Why bankers seem more dishonest than prison inmates
Bank employees are not inherently untruthful, but they work in a setting that could encourage cheating
- Several scandals have undermined confidence in bankers in recent years, giving them a bad reputation. Research by Alain Cohn, a postdoctoral fellow at Chicago Booth, with Ernst Fehr and Michel André Maréchal of the University of Zurich, underlines how dimly the public views banking. When the researchers asked survey participants to guess how bank employees would behave in an unsupervised coin-tossing task, participants predicted that bankers would be less honest than prison inmates (see chart).
- The research also suggests that the prevailing banking culture brings out dishonest behavior in otherwise truthful bankers. In an experiment, 208 bank employees were asked to toss a coin 10 times without supervision. Before each toss, participants were told that one side, heads or tails, would earn them $20. Those in the “treatment” group were asked to discuss their work as bankers before performing the coin tosses. They claimed winning 58% of the time, much higher than random chance—a benchmark of honesty—would predict. Nearly 10% of the group reported winning all 10 tosses.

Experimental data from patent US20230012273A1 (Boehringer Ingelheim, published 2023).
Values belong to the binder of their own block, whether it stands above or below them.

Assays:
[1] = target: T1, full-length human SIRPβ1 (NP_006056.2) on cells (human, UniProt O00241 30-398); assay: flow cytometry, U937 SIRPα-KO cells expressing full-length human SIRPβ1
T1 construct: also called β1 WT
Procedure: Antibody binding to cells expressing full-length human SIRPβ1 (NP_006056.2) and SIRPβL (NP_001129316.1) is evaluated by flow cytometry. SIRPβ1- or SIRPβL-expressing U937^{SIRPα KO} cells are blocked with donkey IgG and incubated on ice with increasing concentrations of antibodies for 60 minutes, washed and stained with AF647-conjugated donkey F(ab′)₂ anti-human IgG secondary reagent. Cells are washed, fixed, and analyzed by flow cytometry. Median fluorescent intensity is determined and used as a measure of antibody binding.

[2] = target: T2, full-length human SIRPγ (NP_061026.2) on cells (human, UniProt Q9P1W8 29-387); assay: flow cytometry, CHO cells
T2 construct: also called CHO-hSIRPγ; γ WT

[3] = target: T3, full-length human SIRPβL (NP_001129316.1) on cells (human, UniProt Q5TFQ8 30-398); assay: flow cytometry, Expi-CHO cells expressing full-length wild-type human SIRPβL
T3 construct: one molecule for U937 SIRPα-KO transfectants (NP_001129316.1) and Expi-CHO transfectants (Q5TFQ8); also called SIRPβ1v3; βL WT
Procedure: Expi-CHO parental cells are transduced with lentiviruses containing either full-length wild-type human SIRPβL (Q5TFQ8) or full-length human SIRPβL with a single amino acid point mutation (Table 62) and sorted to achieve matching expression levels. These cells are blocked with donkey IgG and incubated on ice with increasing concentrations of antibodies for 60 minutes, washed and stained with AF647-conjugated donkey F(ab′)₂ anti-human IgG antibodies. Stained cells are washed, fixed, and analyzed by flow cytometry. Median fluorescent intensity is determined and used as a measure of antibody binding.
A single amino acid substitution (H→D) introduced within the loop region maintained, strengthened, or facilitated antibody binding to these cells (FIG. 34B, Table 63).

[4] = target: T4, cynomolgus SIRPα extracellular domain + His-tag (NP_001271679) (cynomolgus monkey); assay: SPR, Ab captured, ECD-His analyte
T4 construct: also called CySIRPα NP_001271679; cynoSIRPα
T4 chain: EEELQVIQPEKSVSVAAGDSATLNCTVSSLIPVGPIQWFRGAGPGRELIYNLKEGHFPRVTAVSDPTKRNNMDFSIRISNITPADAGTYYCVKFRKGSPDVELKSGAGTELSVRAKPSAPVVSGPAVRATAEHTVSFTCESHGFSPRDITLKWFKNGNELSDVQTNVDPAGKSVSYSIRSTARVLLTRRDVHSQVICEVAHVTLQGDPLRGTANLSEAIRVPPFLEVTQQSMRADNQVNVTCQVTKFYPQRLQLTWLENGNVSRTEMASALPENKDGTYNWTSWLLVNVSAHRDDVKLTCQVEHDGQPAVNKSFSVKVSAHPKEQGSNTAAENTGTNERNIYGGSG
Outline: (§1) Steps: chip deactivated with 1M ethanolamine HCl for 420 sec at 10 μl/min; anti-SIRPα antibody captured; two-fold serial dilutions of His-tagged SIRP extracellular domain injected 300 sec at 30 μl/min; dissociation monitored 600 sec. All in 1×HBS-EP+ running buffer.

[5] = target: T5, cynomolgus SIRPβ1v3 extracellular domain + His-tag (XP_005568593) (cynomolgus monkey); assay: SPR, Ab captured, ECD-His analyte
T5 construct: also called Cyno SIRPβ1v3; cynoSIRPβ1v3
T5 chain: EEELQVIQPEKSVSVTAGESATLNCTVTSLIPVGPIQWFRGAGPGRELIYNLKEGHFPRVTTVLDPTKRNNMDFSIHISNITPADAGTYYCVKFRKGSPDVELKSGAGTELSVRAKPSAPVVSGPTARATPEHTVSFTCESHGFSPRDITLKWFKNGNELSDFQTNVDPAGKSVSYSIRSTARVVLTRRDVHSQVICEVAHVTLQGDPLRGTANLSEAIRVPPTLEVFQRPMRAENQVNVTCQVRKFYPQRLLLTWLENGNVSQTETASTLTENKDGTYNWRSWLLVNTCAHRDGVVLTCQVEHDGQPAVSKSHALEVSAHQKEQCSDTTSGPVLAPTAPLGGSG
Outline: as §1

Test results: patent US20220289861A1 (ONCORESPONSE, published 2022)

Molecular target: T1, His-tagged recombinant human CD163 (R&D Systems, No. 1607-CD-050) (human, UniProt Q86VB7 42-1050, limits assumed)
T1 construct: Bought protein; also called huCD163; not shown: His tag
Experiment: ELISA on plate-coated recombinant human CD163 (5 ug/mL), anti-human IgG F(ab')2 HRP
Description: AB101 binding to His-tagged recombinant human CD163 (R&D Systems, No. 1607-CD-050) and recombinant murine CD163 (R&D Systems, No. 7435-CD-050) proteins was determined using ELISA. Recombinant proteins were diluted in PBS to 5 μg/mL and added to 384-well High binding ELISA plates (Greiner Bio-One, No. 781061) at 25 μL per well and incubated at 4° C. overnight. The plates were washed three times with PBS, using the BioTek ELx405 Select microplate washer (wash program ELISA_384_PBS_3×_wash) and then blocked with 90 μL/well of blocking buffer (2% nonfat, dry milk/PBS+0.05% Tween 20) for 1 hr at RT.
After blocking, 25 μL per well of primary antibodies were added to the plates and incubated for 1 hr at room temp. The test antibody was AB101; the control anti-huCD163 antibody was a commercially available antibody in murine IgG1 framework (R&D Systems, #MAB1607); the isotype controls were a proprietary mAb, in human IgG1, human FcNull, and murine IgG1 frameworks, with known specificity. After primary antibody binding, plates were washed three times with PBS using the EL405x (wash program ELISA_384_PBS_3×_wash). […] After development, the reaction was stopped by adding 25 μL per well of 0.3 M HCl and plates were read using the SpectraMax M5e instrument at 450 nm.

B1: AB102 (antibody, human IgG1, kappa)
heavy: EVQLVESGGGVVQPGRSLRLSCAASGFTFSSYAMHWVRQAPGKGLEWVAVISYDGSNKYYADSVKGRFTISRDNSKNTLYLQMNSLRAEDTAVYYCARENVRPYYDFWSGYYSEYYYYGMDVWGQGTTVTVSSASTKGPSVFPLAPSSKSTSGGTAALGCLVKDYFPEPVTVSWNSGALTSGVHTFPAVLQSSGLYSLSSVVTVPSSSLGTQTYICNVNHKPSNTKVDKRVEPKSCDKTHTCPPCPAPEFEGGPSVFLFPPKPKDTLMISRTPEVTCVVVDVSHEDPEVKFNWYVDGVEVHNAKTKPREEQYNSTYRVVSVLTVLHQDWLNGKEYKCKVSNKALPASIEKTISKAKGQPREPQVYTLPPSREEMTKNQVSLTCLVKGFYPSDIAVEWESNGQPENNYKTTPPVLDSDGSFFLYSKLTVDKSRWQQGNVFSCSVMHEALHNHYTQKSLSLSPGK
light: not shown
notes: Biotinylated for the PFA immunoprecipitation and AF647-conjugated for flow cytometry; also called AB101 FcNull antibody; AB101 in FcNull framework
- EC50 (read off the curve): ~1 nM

- By contrast, bankers in the “control” group, who were not asked about their work, appeared to be honest, reporting that they won about half the tosses.
- The researchers speculate that being reminded about work may have made bankers in the treatment group more materialistic, and thus more willing than others to sacrifice honesty. They find that the bankers who strongly endorsed the statement “social status is primarily determined by financial success” were likely to cheat, and that the treatment group agreed more than the control group that the statement was true.